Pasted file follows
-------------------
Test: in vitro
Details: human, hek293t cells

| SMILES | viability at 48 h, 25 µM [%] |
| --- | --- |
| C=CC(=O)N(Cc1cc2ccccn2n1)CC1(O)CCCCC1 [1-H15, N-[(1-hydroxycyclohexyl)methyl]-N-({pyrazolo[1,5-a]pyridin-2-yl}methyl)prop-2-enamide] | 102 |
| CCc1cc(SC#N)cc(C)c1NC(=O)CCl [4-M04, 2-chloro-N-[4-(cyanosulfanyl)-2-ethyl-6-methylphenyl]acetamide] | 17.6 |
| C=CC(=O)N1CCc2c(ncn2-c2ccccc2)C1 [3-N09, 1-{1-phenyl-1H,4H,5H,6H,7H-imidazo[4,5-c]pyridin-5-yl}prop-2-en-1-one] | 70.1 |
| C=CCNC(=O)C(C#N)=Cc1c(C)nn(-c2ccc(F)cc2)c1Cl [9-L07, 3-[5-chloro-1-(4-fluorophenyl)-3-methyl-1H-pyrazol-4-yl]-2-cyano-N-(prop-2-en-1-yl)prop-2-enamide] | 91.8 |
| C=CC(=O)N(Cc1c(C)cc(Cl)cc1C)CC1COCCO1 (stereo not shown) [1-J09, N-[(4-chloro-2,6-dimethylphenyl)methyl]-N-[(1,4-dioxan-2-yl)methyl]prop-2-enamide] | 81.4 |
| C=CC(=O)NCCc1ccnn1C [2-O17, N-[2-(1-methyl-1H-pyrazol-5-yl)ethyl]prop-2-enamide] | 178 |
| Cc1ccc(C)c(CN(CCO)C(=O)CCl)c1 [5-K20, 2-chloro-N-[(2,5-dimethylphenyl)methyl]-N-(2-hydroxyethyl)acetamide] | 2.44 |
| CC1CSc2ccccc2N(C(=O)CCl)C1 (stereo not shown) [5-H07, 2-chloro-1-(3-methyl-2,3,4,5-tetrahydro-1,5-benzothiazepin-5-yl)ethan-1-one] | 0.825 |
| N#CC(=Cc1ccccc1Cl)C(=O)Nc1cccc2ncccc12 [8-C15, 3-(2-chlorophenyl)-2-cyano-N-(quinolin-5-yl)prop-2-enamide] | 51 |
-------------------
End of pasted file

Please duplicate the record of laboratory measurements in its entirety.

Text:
Test: in vitro
Details: human, hek293t cells

| SMILES | viability at 48 h, 25 µM [%] |
| --- | --- |
| C=CC(=O)N(Cc1cc2ccccn2n1)CC1(O)CCCCC1 [1-H15, N-[(1-hydroxycyclohexyl)methyl]-N-({pyrazolo[1,5-a]pyridin-2-yl}methyl)prop-2-enamide] | 102 |
| CCc1cc(SC#N)cc(C)c1NC(=O)CCl [4-M04, 2-chloro-N-[4-(cyanosulfanyl)-2-ethyl-6-methylphenyl]acetamide] | 17.6 |
| C=CC(=O)N1CCc2c(ncn2-c2ccccc2)C1 [3-N09, 1-{1-phenyl-1H,4H,5H,6H,7H-imidazo[4,5-c]pyridin-5-yl}prop-2-en-1-one] | 70.1 |
| C=CCNC(=O)C(C#N)=Cc1c(C)nn(-c2ccc(F)cc2)c1Cl [9-L07, 3-[5-chloro-1-(4-fluorophenyl)-3-methyl-1H-pyrazol-4-yl]-2-cyano-N-(prop-2-en-1-yl)prop-2-enamide] | 91.8 |
| C=CC(=O)N(Cc1c(C)cc(Cl)cc1C)CC1COCCO1 (stereo not shown) [1-J09, N-[(4-chloro-2,6-dimethylphenyl)methyl]-N-[(1,4-dioxan-2-yl)methyl]prop-2-enamide] | 81.4 |
| C=CC(=O)NCCc1ccnn1C [2-O17, N-[2-(1-methyl-1H-pyrazol-5-yl)ethyl]prop-2-enamide] | 178 |
| Cc1ccc(C)c(CN(CCO)C(=O)CCl)c1 [5-K20, 2-chloro-N-[(2,5-dimethylphenyl)methyl]-N-(2-hydroxyethyl)acetamide] | 2.44 |
| CC1CSc2ccccc2N(C(=O)CCl)C1 (stereo not shown) [5-H07, 2-chloro-1-(3-methyl-2,3,4,5-tetrahydro-1,5-benzothiazepin-5-yl)ethan-1-one] | 0.825 |
| N#CC(=Cc1ccccc1Cl)C(=O)Nc1cccc2ncccc12 [8-C15, 3-(2-chlorophenyl)-2-cyano-N-(quinolin-5-yl)prop-2-enamide] | 51 |